Now, notwithstanding the ways in which the Constitution leaves us flexibility, there is no denying that it also imposes constraints. After all, entrenching certain values and structural features of government is the point. Is that reason to say that we ought not be bound by this law, including by the mechanisms that it proscribes for change? Again, no.
The difficulty of constitutional amendment is, in my view, one of the things that enables us to hang together as a country. Amending the Constitution is difficult not simply because Article V makes it so. It’s because the size and diversity of our country makes supermajority buy-in very difficult to achieve. But perhaps that’s okay. Having fewer rather than more national and entrenched rules, thereby permitting regional differences to flourish, is necessary in a country like ours. It’s remarkable, really, that the people of Louisiana and California, of New York and New Mexico are able to live under one constitutional roof.
We compare ourselves to Western European countries. But consider that Germany, closest to us in size, is roughly 138,000 square miles and has a population of roughly 83 million. The United States has a population of roughly 330 million and is roughly 3.8 million square miles. While I haven’t looked at the statistics, I think it’s a pretty safe bet that we have more racial, cultural, and religious diversity than any of our Western European peers or our Canadian neighbors. The Constitution that we have may not be the one that we would adopt if we started from scratch with our own constitutional convention today. Then again, I’m kind of skeptical that we would be able to agree on any constitution at all today. But we do agree on the one that we have, as reflected in our continued acceptance of it.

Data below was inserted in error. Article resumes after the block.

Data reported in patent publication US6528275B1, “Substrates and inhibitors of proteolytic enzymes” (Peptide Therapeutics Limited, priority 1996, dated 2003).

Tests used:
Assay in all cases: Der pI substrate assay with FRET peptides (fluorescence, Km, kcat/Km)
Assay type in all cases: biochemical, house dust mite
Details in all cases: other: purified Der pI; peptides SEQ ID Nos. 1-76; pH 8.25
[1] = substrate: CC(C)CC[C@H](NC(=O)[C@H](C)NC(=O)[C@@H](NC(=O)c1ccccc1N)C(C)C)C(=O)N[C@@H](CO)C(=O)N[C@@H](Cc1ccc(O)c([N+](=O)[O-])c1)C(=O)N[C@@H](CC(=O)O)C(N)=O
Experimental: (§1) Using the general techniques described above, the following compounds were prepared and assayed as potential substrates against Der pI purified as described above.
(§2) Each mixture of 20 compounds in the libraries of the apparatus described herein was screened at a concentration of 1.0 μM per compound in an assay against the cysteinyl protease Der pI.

We treat our original Constitution as law, and we are right to do so. If we abandon it, if judges or elected officials seize the authority to change it outside of the lawfully proscribed process, then we’re imposing constraints on the people to which they have not consented. And I think that undermines the ability of the citizens of our very large and diverse country to live peaceably together under one constitutional roof.
So I’ll sum up by saying this: In keeping with the theme of we’re all originalists now, the really interesting questions are what are the mechanisms for lawful constitutional change, not whether the Constitution binds. And I think questions about identifying the level of generality at which provisions are written and the authority of precedent and how one builds out the more general language of the Constitution is where a lot of the fruitful debate is currently occurring. Thank you.